There's a Share Buyback Bubble looming over the horizon

Published on Dec 06, 2019 in The Index Fund Bubble

Last update: Dec 13, 2019

Why do companies buyback shares?

Share buybacks have been a time-trusted strategy of famous investors such as Warren Buffett and Henry Singleton for decades.

The strategy is simple. There are essentially four ways a company can allocate excess profits.

  1. They can reinvest into the company—buy equipment, R&D, raise wages, etc.
  2. They can return the money to shareholders via a dividend
  3. They can sit on the cash
  4. They can buyback shares

Executing #1 is the goal of every CEO, but sometimes there just aren’t any good investments to make. Or the CEO isn’t skilled enough to see those investments and take the calculated risk.

It’s becoming more and more common for executives to shy away from reinvestment because they are afraid of making bad investments. One bad investment can ruin their reputation and career. And in the end, they really only need to hang on to their job for 3-5 years before they become independently wealthy.

Returning money via a dividend is a strategy that seems optimal if there aren’t good places to reinvest, but the problem is that this is a taxable event. Shareholders pay their marginal income tax on dividend income, which for some people can reach >50% with federal, state, and local taxes. This is especially true for wealth individuals, who own the majority of public stocks.

Many executives lucky enough to take the reins of successful companies have historically decided to sit on a lot of cash, waiting for the day they’ll find the perfect opportunity to reinvest. But cash in the bank makes almost no return and secretly the executives probably don’t ever plan to use it. They’d rather rake in their guaranteed bonus/salary year after year than take any unnecessary risk, even if it’s in the best interests of the company, shareholders, and the economy.

So #1, #2, and #3 are all non-optimal. What about #4, buying back shares?

Share buybacks are the golden ticket. Companies can buy their own shares off the public markets, which reduces the total number of shares in circulation. That means that the cashflows from the company will be split fewer ways each quarter when dividends are paid. This almost always leads to a stock price increase proportional to the share buyback so that the dividend yield is equal to what it was before.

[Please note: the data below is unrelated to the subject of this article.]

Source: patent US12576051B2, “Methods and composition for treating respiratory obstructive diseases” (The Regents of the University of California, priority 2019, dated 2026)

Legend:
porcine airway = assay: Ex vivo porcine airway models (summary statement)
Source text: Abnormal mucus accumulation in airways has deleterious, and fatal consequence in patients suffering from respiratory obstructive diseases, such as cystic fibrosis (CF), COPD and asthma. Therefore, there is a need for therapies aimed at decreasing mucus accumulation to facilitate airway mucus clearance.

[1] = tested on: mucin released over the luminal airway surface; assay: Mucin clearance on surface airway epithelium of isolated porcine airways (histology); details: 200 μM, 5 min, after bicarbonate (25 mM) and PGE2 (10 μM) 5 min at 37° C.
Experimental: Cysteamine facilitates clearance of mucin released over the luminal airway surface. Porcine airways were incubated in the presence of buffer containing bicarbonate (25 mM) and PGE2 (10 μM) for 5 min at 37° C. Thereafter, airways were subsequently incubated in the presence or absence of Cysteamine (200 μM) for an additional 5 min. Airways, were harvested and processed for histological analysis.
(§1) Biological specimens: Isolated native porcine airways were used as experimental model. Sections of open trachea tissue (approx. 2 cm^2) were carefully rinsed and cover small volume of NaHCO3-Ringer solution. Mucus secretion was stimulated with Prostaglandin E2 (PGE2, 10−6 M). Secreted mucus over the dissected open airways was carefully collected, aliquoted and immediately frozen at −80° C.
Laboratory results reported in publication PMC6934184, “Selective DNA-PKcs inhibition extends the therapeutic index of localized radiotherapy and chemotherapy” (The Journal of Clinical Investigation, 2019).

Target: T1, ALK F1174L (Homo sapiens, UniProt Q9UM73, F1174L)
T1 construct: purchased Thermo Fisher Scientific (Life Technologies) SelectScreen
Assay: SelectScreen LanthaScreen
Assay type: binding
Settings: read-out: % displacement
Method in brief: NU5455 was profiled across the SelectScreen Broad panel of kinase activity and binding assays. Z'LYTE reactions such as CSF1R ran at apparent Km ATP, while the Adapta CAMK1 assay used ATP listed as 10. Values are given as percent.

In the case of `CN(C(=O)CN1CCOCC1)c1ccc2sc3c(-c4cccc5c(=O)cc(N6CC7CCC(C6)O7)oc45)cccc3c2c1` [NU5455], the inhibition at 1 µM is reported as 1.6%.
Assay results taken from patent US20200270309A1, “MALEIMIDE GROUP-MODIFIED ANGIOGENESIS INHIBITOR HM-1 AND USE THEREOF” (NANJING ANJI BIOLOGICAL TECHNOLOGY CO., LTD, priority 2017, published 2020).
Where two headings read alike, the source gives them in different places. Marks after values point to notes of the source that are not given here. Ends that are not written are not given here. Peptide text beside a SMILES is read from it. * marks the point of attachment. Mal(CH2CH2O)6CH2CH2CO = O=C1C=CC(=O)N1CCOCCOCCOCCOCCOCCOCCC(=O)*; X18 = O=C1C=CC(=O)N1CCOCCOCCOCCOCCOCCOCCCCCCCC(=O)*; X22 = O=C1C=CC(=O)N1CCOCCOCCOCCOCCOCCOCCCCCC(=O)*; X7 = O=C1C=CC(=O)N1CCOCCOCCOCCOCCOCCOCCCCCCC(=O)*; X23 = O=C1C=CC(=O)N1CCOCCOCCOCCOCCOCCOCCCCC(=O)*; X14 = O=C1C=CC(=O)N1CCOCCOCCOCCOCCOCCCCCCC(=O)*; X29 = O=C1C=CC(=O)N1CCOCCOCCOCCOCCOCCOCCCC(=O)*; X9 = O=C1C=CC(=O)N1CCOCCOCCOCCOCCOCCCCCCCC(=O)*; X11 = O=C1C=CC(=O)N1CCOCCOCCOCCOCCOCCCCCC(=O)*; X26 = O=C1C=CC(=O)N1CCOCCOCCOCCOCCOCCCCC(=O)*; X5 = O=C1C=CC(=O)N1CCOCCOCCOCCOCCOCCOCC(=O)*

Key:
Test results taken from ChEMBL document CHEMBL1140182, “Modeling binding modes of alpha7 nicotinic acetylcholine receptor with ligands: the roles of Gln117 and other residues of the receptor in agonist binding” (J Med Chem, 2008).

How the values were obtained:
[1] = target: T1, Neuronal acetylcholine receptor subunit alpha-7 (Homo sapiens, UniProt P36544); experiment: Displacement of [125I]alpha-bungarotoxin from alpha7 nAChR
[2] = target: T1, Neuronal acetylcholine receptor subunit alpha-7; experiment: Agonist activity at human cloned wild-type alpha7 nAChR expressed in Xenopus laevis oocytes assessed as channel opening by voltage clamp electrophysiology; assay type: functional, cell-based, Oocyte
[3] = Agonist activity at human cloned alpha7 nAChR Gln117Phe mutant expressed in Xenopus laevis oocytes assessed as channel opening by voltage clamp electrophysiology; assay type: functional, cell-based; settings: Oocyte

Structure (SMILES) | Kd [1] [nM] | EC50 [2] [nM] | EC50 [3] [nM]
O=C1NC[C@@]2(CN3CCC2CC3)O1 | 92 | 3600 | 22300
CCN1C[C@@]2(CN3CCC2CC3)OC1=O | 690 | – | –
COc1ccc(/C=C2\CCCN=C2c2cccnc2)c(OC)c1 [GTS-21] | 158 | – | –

And the best part about share buybacks… They aren’t taxable events!

When you own shares in a company that buys back shares and the stock price of those shares goes up, you don’t pay tax on the gains because they aren’t “realized.” You’ll only pay tax if you sell. And many wealthy people have learned that it’s best to never sell.

What are we inventivizing?

Think about what this tax situation is incentivizing. You have wealthy people all across the country telling corporate executives to buyback shares because it’s (a) tax free and (b) a guaranteed outcome.

Share buybacks make almost no contribution to the economy—it mostly benefits the rich who own significant shares of public companies. Of the four financial allocation choices outlined above, share buybacks are best for shareholders, but worst for employees and the general economy.

Do you want to hear a staggering statistic? In 2018 share buybacks within just the S&P 500 companies outpaced research and development investments in the entire US. This feels backward to me and very “bubbly.”

There’s a bigger problem

Famous investors like Buffett and Singleton made share buybacks famous because they’d wait for share prices to be “below intrinsic value” before they bought them.

The stock price of a company fluctuates randomly based on the news, investor sentiment, etc. These legendary investors made lots of money by waiting until the confluence of these factors led to what they believed was a depressed share price. Essentially, they were buying their own shares at a discount.

As the 10-year bull market has raged on, we’ve seen company after company buyback shares. And hey, it’s looked like a genius move so far. When everything is going up, any share buyback will look like it was executed below intrinsic value.

And that’s the problem—I think that a lot of these share buybacks have been done exceeding intrinsic value. Corporate executives are buying back shares left and right because that’s what their shareholders are telling them to do. The music will stop at some point when the market goes down and everyone realizes that many of the share buybacks were actually bad deals.

I talked about how corporate debt is at record highs in my first post of the Index Fund Bubble series. What makes what I call the “Share Buyback Bubble” even scarier is that many companies have used debt to repurchase shares. They weren’t in the fortunate position of needing to choose how to allocate extra cash. They had no extra cash. In order to appease shareholders, corporate executives have extended their tenure and inflated their bonuses by buying back shares with debt regardless of price compared to intrinsic value or long-term risk.

Keep in mind that corporate profits haven’t increased on a inflation-adjusted basis since about 2014.

The run up of the stock market that we’ve seen in the last few years can mostly be attributed to share buybacks and speculation (the average P/E of the S&P 500 is also at record highs)—not productivity or cash flow increases.

Share buybacks pose a risk to both investors and the economy, especially for holders of index funds.

This article is part of the The Index Fund Bubble Collection

1. Why I've liquidated my index fund portfolio

2. There's a Share Buyback Bubble looming over the horizon

3. Index funds consolidate corporate voting power into the hands of three Wall Street executives

4. Why I'm still optimistic about the economy despite the Index Fund Bubble

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